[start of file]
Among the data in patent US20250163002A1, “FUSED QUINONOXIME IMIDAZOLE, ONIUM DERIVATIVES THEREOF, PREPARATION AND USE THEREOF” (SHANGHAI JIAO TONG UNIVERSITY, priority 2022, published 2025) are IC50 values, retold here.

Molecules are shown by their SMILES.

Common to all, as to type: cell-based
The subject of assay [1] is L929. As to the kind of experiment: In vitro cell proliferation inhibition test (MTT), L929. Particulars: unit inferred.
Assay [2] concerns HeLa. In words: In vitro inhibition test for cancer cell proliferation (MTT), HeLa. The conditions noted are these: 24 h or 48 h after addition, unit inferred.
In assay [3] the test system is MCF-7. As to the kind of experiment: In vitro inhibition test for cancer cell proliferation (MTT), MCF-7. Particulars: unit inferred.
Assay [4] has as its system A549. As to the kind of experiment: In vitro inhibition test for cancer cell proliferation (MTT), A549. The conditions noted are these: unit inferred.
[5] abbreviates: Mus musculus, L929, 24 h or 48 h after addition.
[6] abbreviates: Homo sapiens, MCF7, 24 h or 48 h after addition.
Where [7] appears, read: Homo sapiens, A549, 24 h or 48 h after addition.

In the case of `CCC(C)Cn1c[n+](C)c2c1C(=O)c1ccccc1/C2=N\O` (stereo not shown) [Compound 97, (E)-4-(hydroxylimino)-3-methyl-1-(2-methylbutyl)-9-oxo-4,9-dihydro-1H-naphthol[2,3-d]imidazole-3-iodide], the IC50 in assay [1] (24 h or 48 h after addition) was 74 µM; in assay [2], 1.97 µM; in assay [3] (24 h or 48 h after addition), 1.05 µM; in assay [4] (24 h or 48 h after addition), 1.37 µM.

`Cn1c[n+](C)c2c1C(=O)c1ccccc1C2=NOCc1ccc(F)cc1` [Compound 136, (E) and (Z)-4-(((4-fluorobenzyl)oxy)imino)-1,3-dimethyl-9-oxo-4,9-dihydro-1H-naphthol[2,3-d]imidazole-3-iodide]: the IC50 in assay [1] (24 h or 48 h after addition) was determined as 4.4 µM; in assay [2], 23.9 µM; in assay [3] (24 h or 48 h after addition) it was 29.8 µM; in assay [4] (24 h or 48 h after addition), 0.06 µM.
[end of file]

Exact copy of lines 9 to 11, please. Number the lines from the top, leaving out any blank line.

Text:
[6] abbreviates: Homo sapiens, MCF7, 24 h or 48 h after addition.
Where [7] appears, read: Homo sapiens, A549, 24 h or 48 h after addition.

In the case of `CCC(C)Cn1c[n+](C)c2c1C(=O)c1ccccc1/C2=N\O` (stereo not shown) [Compound 97, (E)-4-(hydroxylimino)-3-methyl-1-(2-methylbutyl)-9-oxo-4,9-dihydro-1H-naphthol[2,3-d]imidazole-3-iodide], the IC50 in assay [1] (24 h or 48 h after addition) was 74 µM; in assay [2], 1.97 µM; in assay [3] (24 h or 48 h after addition), 1.05 µM; in assay [4] (24 h or 48 h after addition), 1.37 µM.